Edward J. Levy, P.Eng. Toronto, Ontario

February 20, 2013

further info from the site

In summarizing the 100‐year history of rapid transit planning and development in the Toronto area using maps and interpretive text, I will emphasize the recurring concept of an enhanced central area rapid transit network. In doing so, I hope to make the strongest possible case for creating such a network within the City of Toronto.network

I should explain that I do not consider the terms “system” and “network” synonyms, and I have been careful to avoid using them as such.

  • system is an arrangement of two or more lines that intersect at either a single interchange station (or at two which are very close to one another), resulting in little route redundancy; that is, a means by which riders could follow alternative routes to their destinations to bypass closures caused by service disruptions or emergencies on specific route segments. Rapid transit systems typically offer less‐than‐optimum area coverage and average journey time, and in general, lack operational robustness in terms of service flexibility and balanced demand/capacity relationships.
  • network is an arrangement of two or more lines that meet at two or more spatially well distributed interchange stations, thereby providing route redundancy, resulting in effective passenger load balance on pairs of parallel lines, providing enhanced area coverage and options for bypassing service disruptions. A network is robust in that it allows for not only operational flexibility, but also for growth, change, and progressive land use diversification – all essential for a successful and expanding major urban area such as the Toronto region.

Virtually all major cities that have rapid transit enjoy network service, although a few lack certain characteristics. Toronto, however, has a system, not a network: Bloor/Yonge station is the key interchange between the two most heavily used lines, and as such is a point of particular vulnerability in terms of service disruption on the entire system.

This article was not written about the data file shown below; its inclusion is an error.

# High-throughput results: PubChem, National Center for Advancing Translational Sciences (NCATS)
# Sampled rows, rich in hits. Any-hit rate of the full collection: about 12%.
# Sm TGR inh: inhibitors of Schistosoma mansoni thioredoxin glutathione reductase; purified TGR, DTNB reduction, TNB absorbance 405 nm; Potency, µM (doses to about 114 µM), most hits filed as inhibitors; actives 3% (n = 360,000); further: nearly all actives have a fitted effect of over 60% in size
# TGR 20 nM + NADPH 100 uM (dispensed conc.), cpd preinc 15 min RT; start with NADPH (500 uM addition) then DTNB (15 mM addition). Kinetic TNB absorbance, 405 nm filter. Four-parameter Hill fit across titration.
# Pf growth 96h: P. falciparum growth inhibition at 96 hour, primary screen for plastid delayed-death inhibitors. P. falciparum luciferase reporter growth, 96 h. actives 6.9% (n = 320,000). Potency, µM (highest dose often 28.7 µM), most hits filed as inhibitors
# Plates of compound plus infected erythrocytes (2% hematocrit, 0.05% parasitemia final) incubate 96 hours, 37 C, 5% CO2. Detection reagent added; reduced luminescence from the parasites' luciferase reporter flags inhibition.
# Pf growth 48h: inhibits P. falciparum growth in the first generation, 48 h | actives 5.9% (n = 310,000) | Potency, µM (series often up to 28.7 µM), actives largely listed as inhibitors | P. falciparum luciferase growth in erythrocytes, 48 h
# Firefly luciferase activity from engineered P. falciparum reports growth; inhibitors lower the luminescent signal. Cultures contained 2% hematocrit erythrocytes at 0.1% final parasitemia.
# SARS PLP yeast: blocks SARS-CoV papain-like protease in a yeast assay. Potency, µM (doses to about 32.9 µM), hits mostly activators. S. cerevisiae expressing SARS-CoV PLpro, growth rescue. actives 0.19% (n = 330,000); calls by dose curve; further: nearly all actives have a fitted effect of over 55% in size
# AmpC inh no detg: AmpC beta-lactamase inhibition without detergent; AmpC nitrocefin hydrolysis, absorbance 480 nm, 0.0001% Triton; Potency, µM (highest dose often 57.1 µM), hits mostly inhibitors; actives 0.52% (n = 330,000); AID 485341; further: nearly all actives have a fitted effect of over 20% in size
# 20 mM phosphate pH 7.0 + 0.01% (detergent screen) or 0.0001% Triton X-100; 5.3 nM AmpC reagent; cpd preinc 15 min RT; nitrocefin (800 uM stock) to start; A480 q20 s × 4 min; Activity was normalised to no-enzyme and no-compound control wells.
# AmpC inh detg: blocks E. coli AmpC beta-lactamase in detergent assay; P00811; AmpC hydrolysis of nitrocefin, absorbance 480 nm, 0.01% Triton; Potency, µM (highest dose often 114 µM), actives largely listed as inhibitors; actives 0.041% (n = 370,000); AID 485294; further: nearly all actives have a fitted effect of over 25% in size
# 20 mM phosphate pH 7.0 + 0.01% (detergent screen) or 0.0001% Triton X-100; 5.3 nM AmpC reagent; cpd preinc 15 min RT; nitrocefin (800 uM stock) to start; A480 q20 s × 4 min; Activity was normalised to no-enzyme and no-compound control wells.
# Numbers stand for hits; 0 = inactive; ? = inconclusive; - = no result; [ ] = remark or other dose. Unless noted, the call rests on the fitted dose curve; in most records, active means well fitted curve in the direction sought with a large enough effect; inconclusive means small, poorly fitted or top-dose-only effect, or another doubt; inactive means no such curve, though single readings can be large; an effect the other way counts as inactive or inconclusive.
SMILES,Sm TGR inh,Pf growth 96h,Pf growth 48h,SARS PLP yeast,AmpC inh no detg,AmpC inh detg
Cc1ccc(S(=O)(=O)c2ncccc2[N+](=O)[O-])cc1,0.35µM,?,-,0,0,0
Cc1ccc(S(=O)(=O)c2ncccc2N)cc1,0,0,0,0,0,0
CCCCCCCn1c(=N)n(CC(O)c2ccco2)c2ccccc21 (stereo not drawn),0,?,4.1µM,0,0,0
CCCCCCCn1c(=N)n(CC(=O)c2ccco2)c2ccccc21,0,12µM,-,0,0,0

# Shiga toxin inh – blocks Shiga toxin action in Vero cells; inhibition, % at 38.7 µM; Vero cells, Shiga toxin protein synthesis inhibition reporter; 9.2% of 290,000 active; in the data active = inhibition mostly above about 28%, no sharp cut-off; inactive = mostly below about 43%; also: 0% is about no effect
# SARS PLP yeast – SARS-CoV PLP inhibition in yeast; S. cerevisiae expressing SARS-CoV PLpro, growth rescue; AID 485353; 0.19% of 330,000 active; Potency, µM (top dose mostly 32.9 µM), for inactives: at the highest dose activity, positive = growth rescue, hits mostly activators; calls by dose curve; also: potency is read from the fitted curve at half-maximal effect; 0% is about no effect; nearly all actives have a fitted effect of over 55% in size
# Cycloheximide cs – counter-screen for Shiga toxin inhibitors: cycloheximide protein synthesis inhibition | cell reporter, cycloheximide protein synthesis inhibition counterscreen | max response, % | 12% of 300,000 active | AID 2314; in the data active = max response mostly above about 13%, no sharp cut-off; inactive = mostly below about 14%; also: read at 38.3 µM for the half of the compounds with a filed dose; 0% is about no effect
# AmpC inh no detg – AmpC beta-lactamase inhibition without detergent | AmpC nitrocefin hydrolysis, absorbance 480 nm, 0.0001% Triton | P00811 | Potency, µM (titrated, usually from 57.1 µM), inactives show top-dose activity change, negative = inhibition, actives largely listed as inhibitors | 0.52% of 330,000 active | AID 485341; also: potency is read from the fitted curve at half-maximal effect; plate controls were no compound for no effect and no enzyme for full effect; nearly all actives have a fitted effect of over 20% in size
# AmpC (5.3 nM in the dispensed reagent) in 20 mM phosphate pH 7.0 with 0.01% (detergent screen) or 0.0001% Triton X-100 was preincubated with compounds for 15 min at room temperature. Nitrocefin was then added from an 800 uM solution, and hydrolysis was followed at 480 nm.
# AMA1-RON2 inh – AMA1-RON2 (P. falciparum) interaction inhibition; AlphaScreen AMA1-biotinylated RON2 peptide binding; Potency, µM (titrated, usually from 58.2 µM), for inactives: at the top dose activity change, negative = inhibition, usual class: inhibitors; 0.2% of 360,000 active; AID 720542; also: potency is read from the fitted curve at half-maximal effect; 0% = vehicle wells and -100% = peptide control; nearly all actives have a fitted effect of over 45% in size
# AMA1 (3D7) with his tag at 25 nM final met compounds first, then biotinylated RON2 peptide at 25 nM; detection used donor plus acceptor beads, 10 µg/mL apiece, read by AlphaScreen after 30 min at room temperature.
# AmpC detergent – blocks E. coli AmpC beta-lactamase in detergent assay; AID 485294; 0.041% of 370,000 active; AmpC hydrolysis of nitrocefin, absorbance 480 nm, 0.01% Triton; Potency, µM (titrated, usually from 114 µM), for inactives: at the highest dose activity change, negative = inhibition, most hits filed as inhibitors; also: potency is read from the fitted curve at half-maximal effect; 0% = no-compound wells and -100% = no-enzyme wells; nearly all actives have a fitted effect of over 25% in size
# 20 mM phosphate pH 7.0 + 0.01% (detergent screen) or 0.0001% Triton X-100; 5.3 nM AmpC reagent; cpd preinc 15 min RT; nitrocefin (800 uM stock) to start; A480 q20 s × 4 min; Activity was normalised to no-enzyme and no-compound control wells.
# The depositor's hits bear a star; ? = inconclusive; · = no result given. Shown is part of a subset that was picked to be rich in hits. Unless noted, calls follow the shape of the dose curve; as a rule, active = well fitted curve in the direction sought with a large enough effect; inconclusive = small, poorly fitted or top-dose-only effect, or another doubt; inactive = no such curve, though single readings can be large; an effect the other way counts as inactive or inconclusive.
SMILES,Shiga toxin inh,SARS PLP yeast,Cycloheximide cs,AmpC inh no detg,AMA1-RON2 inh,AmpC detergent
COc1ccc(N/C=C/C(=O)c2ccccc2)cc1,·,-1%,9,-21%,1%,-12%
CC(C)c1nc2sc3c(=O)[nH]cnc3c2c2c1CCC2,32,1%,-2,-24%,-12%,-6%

A true network, as opposed to the existing skeletal system, would provide more well‐distributed interchange opportunities, and sufficient capacity to handle future travel demand in several currently underserved key corridors across the City of Toronto and the Greater Toronto Area. The current practice of providing inadequate numbers of “replacement buses” during line closures leads to operational chaos as well as rider (and staff) frustration. This situation can only worsen as the more heavily built‐up parts of the urban area (particularly the historic centre) continue to diversify and add population and jobs.

The evolution of a network would involve supplementing existing subway services (essentially the oldest, most underdesigned sections of the system) with strategically planned new lines. Analyses carried out over many decades clearly indicate that the initial additions should include links between the Financial District and the northeast and northwest districts of the city. The rapidly regenerating districts immediately east and west of the financial district, as well as the burgeoning central waterfront, would also be served by such a “U”‐shaped distributor alignment. In addition to the distributor, an east‐west line in the Eglinton corridor would be an essential northern section of an expanded central area network.

Initially, the new lines (forming a circumferential loop configuration) could take the form of “pre-metro” facilities; i.e., grade-separated lines designed at the outset for LRT (light rapid transit, or enhanced streetcar) operation, served by relatively short platforms, designed for eventual upgrading to accommodate conventional high‐capacity subway service, without the need for wholesale reconstruction or expansion of stations and tunnels.[1]

After much debate by Toronto City Council, it has been decided to make the Eglinton Crosstown line into a light rail transit line rather than a full subway. Unfortunately, the Eglinton line is not being designed as a “pre‐metro” that could be converted later to full subway (heavy rapid transit) operation without having to substantially rebuild the stations, turnouts, pocket (storage) tracks, etc., even though a design that could ultimately handle wider subway rolling stock could be provided at the outset without greatly increasing the capital budget. As things now stand, however, any hope of future conversion would likely be too disruptive and costly to carry out. Many areas along Eglinton Avenue have the potential for intensified redevelopment in conjunction with the construction of the tunnel, and this once‐in‐a‐century opportunity could well be hobbled by inadequate line capacity during its operating life.

One Comment

Got something to say? Feel free, I want to hear from you! Leave a Comment

  1. Bob Gern says:

    How can i contact the author, Ed Levy? On his website (http://levyrapidtransit.ca/) there’s a “Contact the author” link, but it appears to be not working. Can you send me his email address or have him email me?
    Thanks!
    -Bob Gern (son of Dick Gern)

Comments are now closed for this article.